- Open a checking account. No one wants to carry around a few hundred dollars in cash while on campus. Theft, regardless of what campus security says, or what you hear, is a very common occurrence. A checking’s account with a check card will really come in handy. That will allow you to withdraw money from ATM machines, pay for purchases at most stores, and will be a lot harder for people to use if stolen. Checks will also come in handy if you need to purchase books, or other items which will give you a bit of extra time to deposit money into your account if you need it. It will also be easier for parents to help give you cash if you need it.
- Start Shopping for School Supplies early. This goes for everything that you’ll be buying for college, from a fridge, to microwaves, to other large appliances. I’ve noticed that right around the time schools are a few weeks away from starting, things start flying off the shelves, and some students return to school empty handed. To see what you can and can’t have in your dorm room, check your school’s website, or refer to your resident hall information book. Either of these should state completely what you can and cannot have in your room. I suggest you follow it carefully. If you are having a hard time affording these purchases, sometimes, relatives will be more than happy to help you out. Most graduating high school students will receive cash around graduation time. Put these to good use. Don’t waste it.
- Buy your books online (through a friend, etc) to save yourself loads of trouble. Books cost a lot. College students will tell you these are the worst things that you have to buy. There are some pretty basic rules to buying cheaper books. First, buy used. Second, buy them early online. Several sites will sell used and new college textbooks for cheaper than school bookstores. And third, buy them from someone else. I’ve dealt with students whom had the same class before me that was looking to sell their textbooks. They sold the books to me for the price the bookstore would have given them at buyback time. I saved almost 50% buy dealing with students instead of bookstores. Ask around, you will almost always find someone looking to get rid of books.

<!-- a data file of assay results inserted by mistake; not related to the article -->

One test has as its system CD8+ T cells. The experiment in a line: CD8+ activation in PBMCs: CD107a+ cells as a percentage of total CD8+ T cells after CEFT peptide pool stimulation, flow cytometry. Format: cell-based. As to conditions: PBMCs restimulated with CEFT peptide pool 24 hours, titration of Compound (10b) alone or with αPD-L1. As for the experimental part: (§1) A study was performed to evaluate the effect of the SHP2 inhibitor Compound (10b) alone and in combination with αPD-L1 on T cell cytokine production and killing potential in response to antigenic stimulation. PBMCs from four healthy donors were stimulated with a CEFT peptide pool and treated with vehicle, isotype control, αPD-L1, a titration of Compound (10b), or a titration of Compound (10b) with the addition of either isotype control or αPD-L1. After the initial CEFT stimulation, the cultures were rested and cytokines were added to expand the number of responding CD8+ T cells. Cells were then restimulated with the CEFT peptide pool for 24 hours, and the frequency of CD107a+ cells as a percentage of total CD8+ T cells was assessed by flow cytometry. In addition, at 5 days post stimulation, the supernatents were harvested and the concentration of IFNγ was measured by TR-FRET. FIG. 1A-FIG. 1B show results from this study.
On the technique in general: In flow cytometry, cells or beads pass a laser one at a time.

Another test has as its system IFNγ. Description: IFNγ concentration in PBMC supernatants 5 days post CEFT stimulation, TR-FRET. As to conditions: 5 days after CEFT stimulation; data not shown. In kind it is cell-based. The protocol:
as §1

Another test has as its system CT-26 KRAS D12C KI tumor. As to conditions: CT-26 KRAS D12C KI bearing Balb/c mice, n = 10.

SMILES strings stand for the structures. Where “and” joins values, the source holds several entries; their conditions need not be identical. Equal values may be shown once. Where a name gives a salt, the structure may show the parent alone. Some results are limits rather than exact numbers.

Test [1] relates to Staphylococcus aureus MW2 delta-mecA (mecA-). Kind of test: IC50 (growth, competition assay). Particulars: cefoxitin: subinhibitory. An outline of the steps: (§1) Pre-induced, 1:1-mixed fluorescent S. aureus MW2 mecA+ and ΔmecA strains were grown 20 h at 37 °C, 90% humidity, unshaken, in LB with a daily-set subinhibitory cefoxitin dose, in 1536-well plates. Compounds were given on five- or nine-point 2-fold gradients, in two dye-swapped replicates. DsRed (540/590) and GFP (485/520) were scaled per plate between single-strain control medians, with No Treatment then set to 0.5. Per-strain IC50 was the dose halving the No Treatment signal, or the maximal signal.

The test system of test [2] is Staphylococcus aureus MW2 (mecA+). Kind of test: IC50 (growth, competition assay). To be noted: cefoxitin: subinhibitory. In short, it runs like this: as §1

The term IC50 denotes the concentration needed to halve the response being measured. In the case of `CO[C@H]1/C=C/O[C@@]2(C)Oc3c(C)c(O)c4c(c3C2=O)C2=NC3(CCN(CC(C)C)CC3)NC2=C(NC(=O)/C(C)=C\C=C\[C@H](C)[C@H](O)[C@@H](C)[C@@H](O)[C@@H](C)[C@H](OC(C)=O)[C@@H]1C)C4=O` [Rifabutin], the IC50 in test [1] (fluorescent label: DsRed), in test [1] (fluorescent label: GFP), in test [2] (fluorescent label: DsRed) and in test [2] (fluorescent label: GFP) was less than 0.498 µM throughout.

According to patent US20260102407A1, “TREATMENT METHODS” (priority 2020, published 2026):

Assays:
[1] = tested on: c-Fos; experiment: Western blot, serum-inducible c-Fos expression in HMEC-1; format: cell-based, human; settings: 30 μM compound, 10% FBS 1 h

- Contact your roommate once you know who they are. By doing this, you can save yourself a few problems. First, you’ll find out a lot about your roommate through something such as a simple phone call. Some schools are now using email address and IM names for roommate contact information. Talking to your roommate now will help you determine your likes and dislikes and your habits. Some people are night owls; others are up at the crack of dawn. To avoid certain conflicts, fill out your roommate application honestly. Lying will only hurt you, as you are the one that has to live with a roommate you cannot stand. However, conflicts can sometimes be solved with simple room changes. Some colleges implement a friendly move day, where students can exchange rooms for other rooms where they are more comfortable. If you cannot make it work, switch rooms.
- Visit the campus and surrounding town before move in day. Not knowing how to get to school and not knowing where your dorm is can cause a lot of stress on move in day. Pick a weekend and visit the campus and town. Many schools offer campus tours at many times during the year. Schedule a day to visit and spend the day visiting shops, restaurants and other locations that may come up during your college year. This way, you’ll at least have an idea as to where you are going, and you’ll know where to go when you get there. This will help you move in successfully and less stressfully.
If I had thought about most of the above tips before my first year of college, I know my transition would have been smoother and I would have been more prepared for college life. I know that my anxiety levels about starting anew would have been less if only I had followed the above tips. I hope I have helped relieve your anxiety about starting your freshman year of college.